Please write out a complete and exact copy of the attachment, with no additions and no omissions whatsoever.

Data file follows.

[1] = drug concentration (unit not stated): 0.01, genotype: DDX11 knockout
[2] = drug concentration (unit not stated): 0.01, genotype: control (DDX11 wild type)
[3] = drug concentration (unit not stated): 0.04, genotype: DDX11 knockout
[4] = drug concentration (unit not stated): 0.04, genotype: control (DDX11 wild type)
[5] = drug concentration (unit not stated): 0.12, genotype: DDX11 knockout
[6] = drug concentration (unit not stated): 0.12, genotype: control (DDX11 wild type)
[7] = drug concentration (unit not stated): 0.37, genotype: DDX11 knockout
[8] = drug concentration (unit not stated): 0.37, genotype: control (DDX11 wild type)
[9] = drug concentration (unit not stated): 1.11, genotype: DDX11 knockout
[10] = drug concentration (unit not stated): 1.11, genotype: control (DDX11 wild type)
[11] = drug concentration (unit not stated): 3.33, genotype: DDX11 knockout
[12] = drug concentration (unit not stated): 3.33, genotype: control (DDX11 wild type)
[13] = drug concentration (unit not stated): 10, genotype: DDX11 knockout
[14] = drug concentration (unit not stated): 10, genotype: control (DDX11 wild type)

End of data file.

[1] = drug concentration (unit not stated): 0.01, genotype: DDX11 knockout
[2] = drug concentration (unit not stated): 0.01, genotype: control (DDX11 wild type)
[3] = drug concentration (unit not stated): 0.04, genotype: DDX11 knockout
[4] = drug concentration (unit not stated): 0.04, genotype: control (DDX11 wild type)
[5] = drug concentration (unit not stated): 0.12, genotype: DDX11 knockout
[6] = drug concentration (unit not stated): 0.12, genotype: control (DDX11 wild type)
[7] = drug concentration (unit not stated): 0.37, genotype: DDX11 knockout
[8] = drug concentration (unit not stated): 0.37, genotype: control (DDX11 wild type)
[9] = drug concentration (unit not stated): 1.11, genotype: DDX11 knockout
[10] = drug concentration (unit not stated): 1.11, genotype: control (DDX11 wild type)
[11] = drug concentration (unit not stated): 3.33, genotype: DDX11 knockout
[12] = drug concentration (unit not stated): 3.33, genotype: control (DDX11 wild type)
[13] = drug concentration (unit not stated): 10, genotype: DDX11 knockout
[14] = drug concentration (unit not stated): 10, genotype: control (DDX11 wild type)